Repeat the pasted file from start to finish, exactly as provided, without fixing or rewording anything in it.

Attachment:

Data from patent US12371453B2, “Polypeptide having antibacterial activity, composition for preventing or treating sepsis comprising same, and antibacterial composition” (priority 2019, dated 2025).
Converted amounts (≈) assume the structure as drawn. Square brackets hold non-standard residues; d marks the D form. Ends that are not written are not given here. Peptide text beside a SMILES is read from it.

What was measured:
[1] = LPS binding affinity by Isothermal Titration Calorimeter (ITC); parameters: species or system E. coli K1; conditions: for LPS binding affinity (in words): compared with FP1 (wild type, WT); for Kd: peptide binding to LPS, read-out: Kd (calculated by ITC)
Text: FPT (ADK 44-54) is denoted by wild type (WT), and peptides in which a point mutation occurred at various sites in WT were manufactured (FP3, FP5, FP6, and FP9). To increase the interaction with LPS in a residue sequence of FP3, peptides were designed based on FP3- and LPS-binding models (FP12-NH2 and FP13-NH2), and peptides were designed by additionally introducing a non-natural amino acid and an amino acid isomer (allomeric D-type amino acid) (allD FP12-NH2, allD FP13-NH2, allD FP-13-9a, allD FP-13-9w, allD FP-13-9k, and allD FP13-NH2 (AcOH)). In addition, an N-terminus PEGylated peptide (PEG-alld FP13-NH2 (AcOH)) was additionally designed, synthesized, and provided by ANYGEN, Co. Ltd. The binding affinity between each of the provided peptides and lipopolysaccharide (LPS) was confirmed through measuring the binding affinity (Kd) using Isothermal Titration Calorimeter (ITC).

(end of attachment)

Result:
Data from patent US12371453B2, “Polypeptide having antibacterial activity, composition for preventing or treating sepsis comprising same, and antibacterial composition” (priority 2019, dated 2025).
Converted amounts (≈) assume the structure as drawn. Square brackets hold non-standard residues; d marks the D form. Ends that are not written are not given here. Peptide text beside a SMILES is read from it.

What was measured:
[1] = LPS binding affinity by Isothermal Titration Calorimeter (ITC); parameters: species or system E. coli K1; conditions: for LPS binding affinity (in words): compared with FP1 (wild type, WT); for Kd: peptide binding to LPS, read-out: Kd (calculated by ITC)
Text: FPT (ADK 44-54) is denoted by wild type (WT), and peptides in which a point mutation occurred at various sites in WT were manufactured (FP3, FP5, FP6, and FP9). To increase the interaction with LPS in a residue sequence of FP3, peptides were designed based on FP3- and LPS-binding models (FP12-NH2 and FP13-NH2), and peptides were designed by additionally introducing a non-natural amino acid and an amino acid isomer (allomeric D-type amino acid) (allD FP12-NH2, allD FP13-NH2, allD FP-13-9a, allD FP-13-9w, allD FP-13-9k, and allD FP13-NH2 (AcOH)). In addition, an N-terminus PEGylated peptide (PEG-alld FP13-NH2 (AcOH)) was additionally designed, synthesized, and provided by ANYGEN, Co. Ltd. The binding affinity between each of the provided peptides and lipopolysaccharide (LPS) was confirmed through measuring the binding affinity (Kd) using Isothermal Titration Calorimeter (ITC).